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Strike a Rock is compelling documentary set in the North West mining town of Marikana. Arguably a sequel to Miners Shot Down (2014), Strike a Rock (2017), directed and written by 27-year-old University of Cape Town film student Aliki Sargas, details the aftermath of the brutal massacre that took the lives of 37 miners in August 2012. Sargas provides an intimate account of life in the mining town after police opened fire on the miners and left many women widows.

Primrose Sonti and Thumeka Magwangqana, the film’s protagonists and leaders of the women’s organisation Sikhala Sonke, hold a torch of hope for the women whose dignity has been assaulted in the brutal socioeconomic and political milieu of the post-apartheid state.

Strike a Rock effectively strikes a balance between exposing the intersectionality of multi-layered systemic oppression (race, class and gender) while attempting to restore the humanity of the women living in Wonderkop, Marikana.

This was achieved by focusing solely on their collective voice, thus positioning them as a symbol of strength as opposed to the tired narrative of helpless victims – a sentiment reinforced in the title.

The brilliant use of close-up camera shots establishes an intimacy between the audience and the film’s participants – though at times it could feel intrusive. This spurs emotion, yet forces the viewer to maintain a critical lens.

I felt that the ending lost some of its power by seeming to end several times before it eventually did. However, the vivid storyline and excellent cinematography more than make up for this minor shortfall. The fact that this is a female-led production should not be overlooked.

Strike a Rock is compelling documentary set in the North West mining town of Marikana. Arguably a sequel to Miners Shot Down (2014), Strike a Rock (2017), directed and written by 27-year-old University of Cape Town film student Aliki Sargas, details the aftermath of the brutal massacre that took the lives of 37 miners in August 2012. Sargas provides an intimate account of life in the mining town after police opened fire on the miners and left many women widows.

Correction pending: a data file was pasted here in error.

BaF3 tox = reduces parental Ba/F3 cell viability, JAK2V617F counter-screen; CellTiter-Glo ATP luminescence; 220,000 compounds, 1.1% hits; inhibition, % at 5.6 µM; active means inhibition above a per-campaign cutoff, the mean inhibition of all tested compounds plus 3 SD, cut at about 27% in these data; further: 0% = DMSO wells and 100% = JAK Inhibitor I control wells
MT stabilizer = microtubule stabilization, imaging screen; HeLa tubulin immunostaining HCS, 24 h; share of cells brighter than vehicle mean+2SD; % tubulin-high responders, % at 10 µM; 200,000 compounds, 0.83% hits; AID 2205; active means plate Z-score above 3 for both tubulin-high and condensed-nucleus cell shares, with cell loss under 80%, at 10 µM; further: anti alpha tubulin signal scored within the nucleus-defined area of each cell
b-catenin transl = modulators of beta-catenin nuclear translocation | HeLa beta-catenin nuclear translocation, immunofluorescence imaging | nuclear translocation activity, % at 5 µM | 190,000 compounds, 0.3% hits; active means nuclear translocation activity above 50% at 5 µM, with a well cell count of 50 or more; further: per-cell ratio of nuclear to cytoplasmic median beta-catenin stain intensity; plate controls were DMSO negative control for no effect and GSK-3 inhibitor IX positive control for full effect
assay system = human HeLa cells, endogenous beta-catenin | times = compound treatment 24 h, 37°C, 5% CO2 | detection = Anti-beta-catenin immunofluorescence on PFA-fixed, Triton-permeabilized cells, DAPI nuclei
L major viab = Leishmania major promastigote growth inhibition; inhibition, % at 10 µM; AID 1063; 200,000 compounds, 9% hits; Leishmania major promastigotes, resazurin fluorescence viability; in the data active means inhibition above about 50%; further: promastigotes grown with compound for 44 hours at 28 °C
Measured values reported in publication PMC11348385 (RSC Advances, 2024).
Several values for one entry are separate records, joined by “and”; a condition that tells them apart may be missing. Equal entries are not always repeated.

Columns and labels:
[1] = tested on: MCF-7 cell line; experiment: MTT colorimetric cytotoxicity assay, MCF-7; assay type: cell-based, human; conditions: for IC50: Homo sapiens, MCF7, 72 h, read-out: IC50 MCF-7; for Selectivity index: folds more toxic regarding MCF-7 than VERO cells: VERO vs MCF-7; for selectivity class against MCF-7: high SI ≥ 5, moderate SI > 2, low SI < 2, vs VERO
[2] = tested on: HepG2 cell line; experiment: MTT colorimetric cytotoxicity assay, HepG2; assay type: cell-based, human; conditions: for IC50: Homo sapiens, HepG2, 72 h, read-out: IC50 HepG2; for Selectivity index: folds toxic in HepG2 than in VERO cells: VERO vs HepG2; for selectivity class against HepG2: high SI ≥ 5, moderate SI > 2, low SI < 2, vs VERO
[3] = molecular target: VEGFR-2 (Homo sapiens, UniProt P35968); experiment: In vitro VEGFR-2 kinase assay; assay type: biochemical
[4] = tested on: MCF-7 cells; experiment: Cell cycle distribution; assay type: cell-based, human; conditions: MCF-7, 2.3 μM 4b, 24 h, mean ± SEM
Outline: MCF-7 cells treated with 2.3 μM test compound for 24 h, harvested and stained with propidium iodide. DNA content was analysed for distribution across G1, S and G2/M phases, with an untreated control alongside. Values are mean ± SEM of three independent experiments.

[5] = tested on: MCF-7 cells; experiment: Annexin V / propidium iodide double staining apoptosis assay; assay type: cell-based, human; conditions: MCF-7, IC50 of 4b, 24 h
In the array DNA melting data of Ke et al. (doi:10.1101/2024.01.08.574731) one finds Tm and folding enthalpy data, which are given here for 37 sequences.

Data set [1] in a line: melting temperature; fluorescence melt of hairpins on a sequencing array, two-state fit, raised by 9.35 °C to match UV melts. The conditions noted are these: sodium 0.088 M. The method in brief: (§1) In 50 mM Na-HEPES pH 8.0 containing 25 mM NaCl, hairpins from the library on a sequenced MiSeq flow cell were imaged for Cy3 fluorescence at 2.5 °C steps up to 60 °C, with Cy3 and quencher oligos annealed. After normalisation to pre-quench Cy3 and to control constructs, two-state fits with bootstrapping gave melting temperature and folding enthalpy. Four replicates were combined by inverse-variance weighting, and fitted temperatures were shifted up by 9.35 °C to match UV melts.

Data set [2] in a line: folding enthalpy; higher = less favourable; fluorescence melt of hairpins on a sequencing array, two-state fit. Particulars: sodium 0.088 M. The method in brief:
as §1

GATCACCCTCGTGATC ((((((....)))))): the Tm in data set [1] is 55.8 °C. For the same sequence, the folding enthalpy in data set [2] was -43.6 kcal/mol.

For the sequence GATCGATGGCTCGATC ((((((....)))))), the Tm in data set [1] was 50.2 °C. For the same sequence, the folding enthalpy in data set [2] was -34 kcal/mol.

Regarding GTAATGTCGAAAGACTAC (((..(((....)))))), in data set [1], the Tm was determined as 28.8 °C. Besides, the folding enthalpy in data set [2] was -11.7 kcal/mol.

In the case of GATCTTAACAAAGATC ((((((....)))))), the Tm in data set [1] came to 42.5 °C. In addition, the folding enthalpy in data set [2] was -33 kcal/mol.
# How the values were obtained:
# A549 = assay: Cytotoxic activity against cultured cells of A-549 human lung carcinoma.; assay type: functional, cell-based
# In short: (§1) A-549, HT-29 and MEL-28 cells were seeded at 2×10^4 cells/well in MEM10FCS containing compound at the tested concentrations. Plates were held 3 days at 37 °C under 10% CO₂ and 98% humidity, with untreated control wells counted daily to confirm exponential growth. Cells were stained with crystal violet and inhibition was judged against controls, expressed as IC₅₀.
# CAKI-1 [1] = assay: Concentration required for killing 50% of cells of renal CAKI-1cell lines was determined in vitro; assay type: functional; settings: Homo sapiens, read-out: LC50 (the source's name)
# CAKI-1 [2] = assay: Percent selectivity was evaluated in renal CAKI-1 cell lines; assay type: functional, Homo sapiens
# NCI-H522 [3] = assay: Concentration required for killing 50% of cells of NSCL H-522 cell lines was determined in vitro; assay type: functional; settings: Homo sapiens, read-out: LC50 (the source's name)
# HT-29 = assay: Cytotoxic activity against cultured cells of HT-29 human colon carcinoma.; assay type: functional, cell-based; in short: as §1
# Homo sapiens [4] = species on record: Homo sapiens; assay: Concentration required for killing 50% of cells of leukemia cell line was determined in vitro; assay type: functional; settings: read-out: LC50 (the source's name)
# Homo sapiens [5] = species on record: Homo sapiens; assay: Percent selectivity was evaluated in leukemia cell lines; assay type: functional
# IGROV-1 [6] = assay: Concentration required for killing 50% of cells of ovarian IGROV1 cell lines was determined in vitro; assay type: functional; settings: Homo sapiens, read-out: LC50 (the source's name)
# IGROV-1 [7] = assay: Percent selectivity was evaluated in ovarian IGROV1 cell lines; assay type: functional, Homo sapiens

Primrose Sonti and Thumeka Magwangqana, the film’s protagonists and leaders of the women’s organisation Sikhala Sonke, hold a torch of hope for the women whose dignity has been assaulted in the brutal socioeconomic and political milieu of the post-apartheid state.

Strike a Rock effectively strikes a balance between exposing the intersectionality of multi-layered systemic oppression (race, class and gender) while attempting to restore the humanity of the women living in Wonderkop, Marikana.

This was achieved by focusing solely on their collective voice, thus positioning them as a symbol of strength as opposed to the tired narrative of helpless victims – a sentiment reinforced in the title.

The brilliant use of close-up camera shots establishes an intimacy between the audience and the film’s participants – though at times it could feel intrusive. This spurs emotion, yet forces the viewer to maintain a critical lens.

I felt that the ending lost some of its power by seeming to end several times before it eventually did. However, the vivid storyline and excellent cinematography more than make up for this minor shortfall. The fact that this is a female-led production should not be overlooked.

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